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Obesity, sedentary lifestyle, hypertension, and diabetes have been among the most frequent health problems we have encountered in our nursing center, which provides integrated primary and mental health care for clients—known as "members"—of Thresholds Rehabilitation Centers. We developed a walking program to address these health risks and promote more active lifestyles.
In 2003 we introduced a group-based, moderate-intensity walking program for sedentary Thresholds members who were affiliated with the Thresholds Vocational Rehabilitation Center located on Chicago's near South Side. Participants were first screened for cardiovascular risk with a physical examination and laboratory and fitness testing. Eligible members were enrolled in the group as part of their quarterly rehabilitation center schedule. The group met three times a week for 12 weeks and was led by a case manager cross-trained to support and educate new exercisers as they became more physically active. Each participant received a personal exercise plan based on his or her fitness test, walking shoes, and a heart rate monitor to use during walking sessions to self-monitor duration and intensity.
For the first four weeks—the conditioning phase—participants walked twice a week for ten to 15 minutes; the third group meeting each week was an interactive workshop that covered benefits and barriers to exercise, getting started with exercise, and finding ways to maintain motivation. By week 12, participants were walking three times a week for 25 to 30 minutes each time in addition to warm-up, cool down, and stretching. The case manager was assisted by an advanced practice nurse from the nursing center who had expertise in walking programs, and both walked with the group each time on routes preplanned for distance, interest, and safety. A wrap-up session at the end of the 12 weeks recognized all participants for their accomplishments.The program was a preliminary study to determine the feasibility of cardiovascular risk reduction among individuals with serious mental illness through supported physical activity. Fifteen participants aged 21 to 66 years enrolled, and 13 completed the 12-week program. The average participant attended about 23 of the 30 walking sessions (76 percent) and 3.4 of the educational activities (87 percent). Walking attendance was inversely related to body mass index; obese participants were absent more often. The SF-12 Health Survey was administered before and after the 12-week program, and no change in physical or mental health was noted. Mood improved significantly (p=.02), as measured by the Profile of Mood States. Scores on the Multnomah Community Ability Scale, which measures psychosocial functioning of persons with serious and persistent mental illness living in the community, also improved (p=.02).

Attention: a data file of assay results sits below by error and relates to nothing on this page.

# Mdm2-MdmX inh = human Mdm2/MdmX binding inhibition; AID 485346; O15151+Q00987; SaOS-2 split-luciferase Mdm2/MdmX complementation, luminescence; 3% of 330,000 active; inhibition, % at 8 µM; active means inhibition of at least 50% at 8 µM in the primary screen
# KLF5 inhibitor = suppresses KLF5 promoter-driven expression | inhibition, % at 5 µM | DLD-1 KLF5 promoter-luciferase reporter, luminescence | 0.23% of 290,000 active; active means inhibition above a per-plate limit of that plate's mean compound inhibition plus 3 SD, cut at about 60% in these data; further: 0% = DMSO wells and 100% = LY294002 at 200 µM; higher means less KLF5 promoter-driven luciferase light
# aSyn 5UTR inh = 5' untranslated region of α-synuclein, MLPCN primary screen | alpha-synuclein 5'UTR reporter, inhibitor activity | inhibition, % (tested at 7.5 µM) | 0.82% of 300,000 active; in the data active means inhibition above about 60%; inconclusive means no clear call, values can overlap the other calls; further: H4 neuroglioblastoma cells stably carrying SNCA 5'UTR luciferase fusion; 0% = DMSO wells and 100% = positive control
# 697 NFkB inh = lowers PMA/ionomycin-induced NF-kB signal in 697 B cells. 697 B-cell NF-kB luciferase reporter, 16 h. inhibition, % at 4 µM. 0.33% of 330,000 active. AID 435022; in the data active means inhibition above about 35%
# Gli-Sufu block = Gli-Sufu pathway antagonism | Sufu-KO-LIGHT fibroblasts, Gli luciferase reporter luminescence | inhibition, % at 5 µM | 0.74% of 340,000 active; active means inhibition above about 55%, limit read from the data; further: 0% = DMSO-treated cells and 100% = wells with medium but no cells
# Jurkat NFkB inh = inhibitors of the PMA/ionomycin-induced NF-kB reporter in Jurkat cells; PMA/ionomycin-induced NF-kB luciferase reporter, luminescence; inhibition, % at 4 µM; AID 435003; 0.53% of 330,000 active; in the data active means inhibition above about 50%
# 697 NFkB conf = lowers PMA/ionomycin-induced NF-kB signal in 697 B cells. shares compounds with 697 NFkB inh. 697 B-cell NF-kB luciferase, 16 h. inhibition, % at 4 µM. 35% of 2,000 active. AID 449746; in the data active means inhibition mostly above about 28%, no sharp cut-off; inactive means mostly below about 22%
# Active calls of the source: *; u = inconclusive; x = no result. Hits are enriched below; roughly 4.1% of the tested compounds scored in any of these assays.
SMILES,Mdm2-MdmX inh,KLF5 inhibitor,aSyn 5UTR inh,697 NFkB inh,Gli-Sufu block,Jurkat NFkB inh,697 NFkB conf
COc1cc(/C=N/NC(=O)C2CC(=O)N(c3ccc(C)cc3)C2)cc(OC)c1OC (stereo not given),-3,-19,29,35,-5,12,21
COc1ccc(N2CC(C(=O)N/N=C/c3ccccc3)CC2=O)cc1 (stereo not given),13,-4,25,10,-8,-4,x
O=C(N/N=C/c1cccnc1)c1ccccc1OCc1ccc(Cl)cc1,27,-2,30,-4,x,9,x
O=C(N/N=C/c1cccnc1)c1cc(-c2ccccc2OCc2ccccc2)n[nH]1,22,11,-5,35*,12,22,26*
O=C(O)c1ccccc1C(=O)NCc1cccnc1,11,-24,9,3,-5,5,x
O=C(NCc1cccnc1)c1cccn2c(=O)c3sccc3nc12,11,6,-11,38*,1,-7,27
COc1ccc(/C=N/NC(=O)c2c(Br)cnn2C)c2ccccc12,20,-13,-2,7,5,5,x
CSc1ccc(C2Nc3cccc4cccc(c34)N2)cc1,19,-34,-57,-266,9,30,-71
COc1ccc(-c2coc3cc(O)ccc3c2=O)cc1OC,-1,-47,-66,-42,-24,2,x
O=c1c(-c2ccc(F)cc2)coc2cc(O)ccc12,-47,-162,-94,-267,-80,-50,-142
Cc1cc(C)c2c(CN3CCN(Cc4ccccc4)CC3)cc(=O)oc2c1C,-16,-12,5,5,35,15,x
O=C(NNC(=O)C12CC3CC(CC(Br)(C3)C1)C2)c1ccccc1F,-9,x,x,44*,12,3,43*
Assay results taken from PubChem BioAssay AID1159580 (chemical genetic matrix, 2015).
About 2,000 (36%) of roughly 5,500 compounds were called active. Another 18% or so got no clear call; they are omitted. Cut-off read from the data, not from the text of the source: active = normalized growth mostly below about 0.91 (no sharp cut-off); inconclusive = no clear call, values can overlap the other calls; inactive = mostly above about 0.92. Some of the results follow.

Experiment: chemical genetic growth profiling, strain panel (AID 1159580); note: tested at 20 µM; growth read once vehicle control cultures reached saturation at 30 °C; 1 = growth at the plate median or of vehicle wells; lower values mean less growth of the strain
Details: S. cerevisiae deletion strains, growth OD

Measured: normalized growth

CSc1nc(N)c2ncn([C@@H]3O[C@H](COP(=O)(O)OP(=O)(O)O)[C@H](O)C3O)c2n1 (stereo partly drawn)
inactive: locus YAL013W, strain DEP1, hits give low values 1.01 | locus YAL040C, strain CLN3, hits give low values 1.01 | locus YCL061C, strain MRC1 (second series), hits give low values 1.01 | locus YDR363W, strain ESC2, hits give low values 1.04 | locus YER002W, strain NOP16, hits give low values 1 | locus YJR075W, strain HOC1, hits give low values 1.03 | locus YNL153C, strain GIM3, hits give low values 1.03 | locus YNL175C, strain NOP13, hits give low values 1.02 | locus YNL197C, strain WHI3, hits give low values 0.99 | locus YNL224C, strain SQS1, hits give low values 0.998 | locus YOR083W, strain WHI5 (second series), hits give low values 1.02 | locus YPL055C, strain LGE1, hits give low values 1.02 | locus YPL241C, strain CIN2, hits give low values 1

A walking group was added to the center's next quarterly schedule and was quickly filled. The program continues as a 12-week group for up to 15 members, which meets twice a week during the spring, summer, and fall quarters. The group includes workshops and group walking sessions led by a case manager.
The original group described here was funded by the campus research board of the University of Illinois at Chicago and the Center for Research on Cardiovascular and Respiratory Health (CRCRH) in the College of Nursing at the University of Illinois at Chicago. The CRCRH is supported by the National Institute of Nursing Research of the National Institutes of Health, grant P20-NR07812.
Dr. McDevitt is a clinical assistant professor in the department of public health, mental health, and administrative nursing at the College of Nursing of the University of Illinois at Chicago. Ms. Forest is a case manager for Thresholds Psychiatric Rehabilitation Centers. For more information about the program, contact Noel Robinson, Program Director, Thresholds South Psychiatric Rehabilitation Center, 734 West 47th Street, Chicago, Illinois 60609 (e-mail, email@example.com).
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